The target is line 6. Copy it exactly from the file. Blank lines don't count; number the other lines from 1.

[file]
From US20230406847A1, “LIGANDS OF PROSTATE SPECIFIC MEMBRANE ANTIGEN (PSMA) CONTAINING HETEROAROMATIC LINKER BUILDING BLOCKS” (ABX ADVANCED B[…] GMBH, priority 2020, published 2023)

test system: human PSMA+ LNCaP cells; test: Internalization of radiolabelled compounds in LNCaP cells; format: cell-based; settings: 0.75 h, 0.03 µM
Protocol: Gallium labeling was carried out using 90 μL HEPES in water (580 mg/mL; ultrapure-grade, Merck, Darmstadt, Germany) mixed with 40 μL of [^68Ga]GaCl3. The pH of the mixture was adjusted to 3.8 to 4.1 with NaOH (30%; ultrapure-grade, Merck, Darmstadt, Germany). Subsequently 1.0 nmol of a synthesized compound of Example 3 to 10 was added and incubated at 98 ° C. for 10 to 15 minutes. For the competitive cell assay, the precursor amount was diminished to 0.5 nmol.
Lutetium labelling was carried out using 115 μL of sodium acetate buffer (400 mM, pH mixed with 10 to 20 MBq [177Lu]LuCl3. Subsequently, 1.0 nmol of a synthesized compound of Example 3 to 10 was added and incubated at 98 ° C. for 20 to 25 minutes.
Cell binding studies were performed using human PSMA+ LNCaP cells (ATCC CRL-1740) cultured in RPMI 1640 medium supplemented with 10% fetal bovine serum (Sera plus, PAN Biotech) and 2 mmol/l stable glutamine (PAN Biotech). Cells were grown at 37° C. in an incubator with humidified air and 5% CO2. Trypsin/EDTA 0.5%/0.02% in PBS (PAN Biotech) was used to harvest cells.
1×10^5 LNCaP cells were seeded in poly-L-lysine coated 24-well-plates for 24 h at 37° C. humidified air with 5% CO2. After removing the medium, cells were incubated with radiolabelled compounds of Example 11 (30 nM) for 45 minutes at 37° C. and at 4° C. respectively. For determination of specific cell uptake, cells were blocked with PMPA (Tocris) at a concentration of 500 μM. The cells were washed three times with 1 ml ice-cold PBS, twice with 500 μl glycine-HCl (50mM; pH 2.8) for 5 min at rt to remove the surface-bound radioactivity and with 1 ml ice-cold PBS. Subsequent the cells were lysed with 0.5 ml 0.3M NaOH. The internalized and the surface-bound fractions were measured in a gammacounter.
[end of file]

1×10^5 LNCaP cells were seeded in poly-L-lysine coated 24-well-plates for 24 h at 37° C. humidified air with 5% CO2. After removing the medium, cells were incubated with radiolabelled compounds of Example 11 (30 nM) for 45 minutes at 37° C. and at 4° C. respectively. For determination of specific cell uptake, cells were blocked with PMPA (Tocris) at a concentration of 500 μM. The cells were washed three times with 1 ml ice-cold PBS, twice with 500 μl glycine-HCl (50mM; pH 2.8) for 5 min at rt to remove the surface-bound radioactivity and with 1 ml ice-cold PBS. Subsequent the cells were lysed with 0.5 ml 0.3M NaOH. The internalized and the surface-bound fractions were measured in a gammacounter.